Wednesday, September 02, 2020

Researchers discuss which state policies can best help bridge the rural-urban broadband gap

Pandemic shutdowns have highlighted how important adequate and affordable broadband is for Americans, but at least one-fifth of rural Americans don't have access to it. Many state governments are trying to do more to connect rural areas to broadband, with varying success. "As part of our ongoing research on how broadband access affects economic development, we conducted a study that examined which of these state policies are actually working," Brian Whitacre and Roberto Gallardo write for The Conversation. Whitacre is an agricultural economics professor at Oklahoma State University and Gallardo is the director for the Purdue Center for Regional Development at Purdue University.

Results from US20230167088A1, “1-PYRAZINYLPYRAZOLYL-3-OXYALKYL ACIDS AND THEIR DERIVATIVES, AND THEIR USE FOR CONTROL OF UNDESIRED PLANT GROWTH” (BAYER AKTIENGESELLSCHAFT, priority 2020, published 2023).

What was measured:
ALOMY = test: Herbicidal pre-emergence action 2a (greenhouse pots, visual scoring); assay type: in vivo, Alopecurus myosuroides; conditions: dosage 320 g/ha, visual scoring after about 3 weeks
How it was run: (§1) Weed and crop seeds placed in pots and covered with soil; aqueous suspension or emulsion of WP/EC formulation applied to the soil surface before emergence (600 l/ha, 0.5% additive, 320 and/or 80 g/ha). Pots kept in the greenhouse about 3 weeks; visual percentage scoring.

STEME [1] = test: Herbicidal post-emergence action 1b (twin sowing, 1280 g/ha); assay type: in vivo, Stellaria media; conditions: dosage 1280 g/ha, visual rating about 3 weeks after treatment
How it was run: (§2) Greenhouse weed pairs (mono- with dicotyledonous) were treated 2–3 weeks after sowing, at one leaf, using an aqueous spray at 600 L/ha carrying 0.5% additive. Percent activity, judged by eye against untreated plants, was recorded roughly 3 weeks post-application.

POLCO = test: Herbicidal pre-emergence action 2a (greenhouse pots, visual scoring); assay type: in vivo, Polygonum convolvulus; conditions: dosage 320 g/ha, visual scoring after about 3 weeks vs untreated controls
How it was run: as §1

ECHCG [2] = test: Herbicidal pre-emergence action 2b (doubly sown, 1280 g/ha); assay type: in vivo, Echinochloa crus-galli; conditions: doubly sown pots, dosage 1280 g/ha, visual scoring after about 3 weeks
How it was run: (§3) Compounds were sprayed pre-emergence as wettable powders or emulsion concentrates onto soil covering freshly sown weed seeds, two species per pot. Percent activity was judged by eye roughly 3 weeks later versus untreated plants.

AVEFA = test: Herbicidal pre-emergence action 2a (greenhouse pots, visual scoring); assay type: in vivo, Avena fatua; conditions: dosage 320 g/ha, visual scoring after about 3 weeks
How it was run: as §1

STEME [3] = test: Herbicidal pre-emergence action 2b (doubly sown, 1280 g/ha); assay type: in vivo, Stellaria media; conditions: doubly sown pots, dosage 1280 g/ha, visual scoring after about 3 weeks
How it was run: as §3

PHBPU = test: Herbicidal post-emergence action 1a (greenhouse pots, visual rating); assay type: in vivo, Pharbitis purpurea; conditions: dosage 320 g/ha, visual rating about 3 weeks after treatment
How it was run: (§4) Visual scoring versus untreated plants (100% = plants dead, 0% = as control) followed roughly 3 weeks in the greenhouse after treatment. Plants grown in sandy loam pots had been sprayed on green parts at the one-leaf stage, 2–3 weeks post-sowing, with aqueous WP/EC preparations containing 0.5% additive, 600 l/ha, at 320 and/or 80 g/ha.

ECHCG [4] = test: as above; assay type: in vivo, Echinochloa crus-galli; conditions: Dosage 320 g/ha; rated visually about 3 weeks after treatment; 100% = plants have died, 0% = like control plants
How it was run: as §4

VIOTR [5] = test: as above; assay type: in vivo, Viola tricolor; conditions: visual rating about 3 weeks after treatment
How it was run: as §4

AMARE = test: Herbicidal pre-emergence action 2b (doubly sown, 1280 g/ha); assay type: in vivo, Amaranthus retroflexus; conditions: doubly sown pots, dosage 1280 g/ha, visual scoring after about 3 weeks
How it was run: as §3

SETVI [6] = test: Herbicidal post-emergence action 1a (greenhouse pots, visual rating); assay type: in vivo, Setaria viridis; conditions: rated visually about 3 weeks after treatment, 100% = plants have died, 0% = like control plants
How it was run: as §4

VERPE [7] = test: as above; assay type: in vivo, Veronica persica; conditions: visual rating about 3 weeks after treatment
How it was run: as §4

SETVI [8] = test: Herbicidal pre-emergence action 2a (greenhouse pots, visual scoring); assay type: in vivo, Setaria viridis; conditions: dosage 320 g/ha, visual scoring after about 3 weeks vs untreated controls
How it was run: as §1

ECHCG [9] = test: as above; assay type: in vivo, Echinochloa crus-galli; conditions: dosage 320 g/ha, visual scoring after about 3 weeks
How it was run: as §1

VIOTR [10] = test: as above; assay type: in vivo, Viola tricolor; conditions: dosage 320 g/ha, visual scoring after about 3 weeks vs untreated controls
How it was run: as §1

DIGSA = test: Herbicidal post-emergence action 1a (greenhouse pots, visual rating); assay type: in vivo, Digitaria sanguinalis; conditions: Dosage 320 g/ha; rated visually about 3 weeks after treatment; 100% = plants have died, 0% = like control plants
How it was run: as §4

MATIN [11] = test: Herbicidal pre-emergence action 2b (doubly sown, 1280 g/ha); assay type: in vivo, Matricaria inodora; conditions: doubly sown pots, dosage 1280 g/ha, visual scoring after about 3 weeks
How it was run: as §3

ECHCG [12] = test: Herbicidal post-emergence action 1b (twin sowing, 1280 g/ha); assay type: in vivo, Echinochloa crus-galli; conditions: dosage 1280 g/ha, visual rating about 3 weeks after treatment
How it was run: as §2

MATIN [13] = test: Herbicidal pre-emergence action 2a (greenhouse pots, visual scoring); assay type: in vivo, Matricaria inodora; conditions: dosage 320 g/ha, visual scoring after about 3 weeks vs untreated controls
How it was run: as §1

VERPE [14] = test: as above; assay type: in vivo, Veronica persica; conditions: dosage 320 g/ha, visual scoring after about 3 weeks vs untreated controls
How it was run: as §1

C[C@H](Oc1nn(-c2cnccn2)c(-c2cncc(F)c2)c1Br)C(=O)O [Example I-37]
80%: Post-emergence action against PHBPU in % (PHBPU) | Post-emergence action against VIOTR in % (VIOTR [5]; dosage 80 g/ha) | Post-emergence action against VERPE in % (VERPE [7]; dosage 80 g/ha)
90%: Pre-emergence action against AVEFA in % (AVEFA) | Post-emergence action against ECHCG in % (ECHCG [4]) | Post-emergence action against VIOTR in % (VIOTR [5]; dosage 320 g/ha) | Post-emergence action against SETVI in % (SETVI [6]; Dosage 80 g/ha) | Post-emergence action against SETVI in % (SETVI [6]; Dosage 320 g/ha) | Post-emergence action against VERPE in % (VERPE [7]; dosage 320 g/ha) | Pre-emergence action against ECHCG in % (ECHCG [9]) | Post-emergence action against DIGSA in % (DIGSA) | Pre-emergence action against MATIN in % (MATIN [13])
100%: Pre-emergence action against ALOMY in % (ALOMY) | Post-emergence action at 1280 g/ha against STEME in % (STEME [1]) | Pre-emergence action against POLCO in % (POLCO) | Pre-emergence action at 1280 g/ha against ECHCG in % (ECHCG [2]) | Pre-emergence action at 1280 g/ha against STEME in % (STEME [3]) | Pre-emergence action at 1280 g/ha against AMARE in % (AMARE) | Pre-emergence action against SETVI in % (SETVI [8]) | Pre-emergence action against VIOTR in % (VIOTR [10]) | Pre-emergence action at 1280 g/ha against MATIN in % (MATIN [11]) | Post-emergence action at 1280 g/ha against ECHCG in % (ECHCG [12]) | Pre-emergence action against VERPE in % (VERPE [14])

"Many state governments have adopted one or more of three approaches that can affect broadband availability: establishing broadband offices, increasing funding and restricting municipal networks," Whitacre and Gallardo write. After in-depth research, they found that "having a dedicated funding program turned out to have the greatest positive impact on getting more people in rural areas connected to broadband and fiber." Read more here, including interactive maps with state-level data.

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